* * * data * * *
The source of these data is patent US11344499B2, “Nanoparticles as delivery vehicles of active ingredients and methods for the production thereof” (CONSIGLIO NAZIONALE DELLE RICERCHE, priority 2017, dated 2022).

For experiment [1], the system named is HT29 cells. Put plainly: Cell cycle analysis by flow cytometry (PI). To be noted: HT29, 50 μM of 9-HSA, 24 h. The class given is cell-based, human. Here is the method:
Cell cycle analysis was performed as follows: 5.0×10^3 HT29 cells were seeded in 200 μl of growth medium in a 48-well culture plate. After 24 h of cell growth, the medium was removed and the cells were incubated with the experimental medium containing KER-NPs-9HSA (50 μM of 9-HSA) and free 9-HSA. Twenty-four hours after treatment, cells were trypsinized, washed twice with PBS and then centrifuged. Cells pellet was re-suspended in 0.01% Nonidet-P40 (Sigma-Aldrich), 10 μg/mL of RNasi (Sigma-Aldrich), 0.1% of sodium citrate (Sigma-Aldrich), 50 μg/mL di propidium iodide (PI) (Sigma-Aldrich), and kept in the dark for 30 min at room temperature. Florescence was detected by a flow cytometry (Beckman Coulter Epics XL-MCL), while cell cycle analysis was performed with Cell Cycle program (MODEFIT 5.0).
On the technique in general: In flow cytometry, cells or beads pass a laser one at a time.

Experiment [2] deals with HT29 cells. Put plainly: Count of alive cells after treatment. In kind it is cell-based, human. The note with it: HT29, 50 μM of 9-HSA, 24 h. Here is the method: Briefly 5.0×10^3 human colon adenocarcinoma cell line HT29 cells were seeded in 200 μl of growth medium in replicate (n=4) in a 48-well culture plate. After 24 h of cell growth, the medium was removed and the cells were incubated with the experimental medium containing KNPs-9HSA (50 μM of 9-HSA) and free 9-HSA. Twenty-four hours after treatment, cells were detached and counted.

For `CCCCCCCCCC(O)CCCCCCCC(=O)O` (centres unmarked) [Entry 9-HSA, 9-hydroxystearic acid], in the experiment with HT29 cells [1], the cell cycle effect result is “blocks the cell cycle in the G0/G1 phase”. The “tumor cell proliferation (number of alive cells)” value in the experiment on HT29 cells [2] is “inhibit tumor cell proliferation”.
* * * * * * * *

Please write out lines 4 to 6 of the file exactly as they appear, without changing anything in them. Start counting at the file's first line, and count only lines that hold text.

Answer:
On the technique in general: In flow cytometry, cells or beads pass a laser one at a time.

Experiment [2] deals with HT29 cells. Put plainly: Count of alive cells after treatment. In kind it is cell-based, human. The note with it: HT29, 50 μM of 9-HSA, 24 h. Here is the method: Briefly 5.0×10^3 human colon adenocarcinoma cell line HT29 cells were seeded in 200 μl of growth medium in replicate (n=4) in a 48-well culture plate. After 24 h of cell growth, the medium was removed and the cells were incubated with the experimental medium containing KNPs-9HSA (50 μM of 9-HSA) and free 9-HSA. Twenty-four hours after treatment, cells were detached and counted.

For `CCCCCCCCCC(O)CCCCCCCC(=O)O` (centres unmarked) [Entry 9-HSA, 9-hydroxystearic acid], in the experiment with HT29 cells [1], the cell cycle effect result is “blocks the cell cycle in the G0/G1 phase”. The “tumor cell proliferation (number of alive cells)” value in the experiment on HT29 cells [2] is “inhibit tumor cell proliferation”.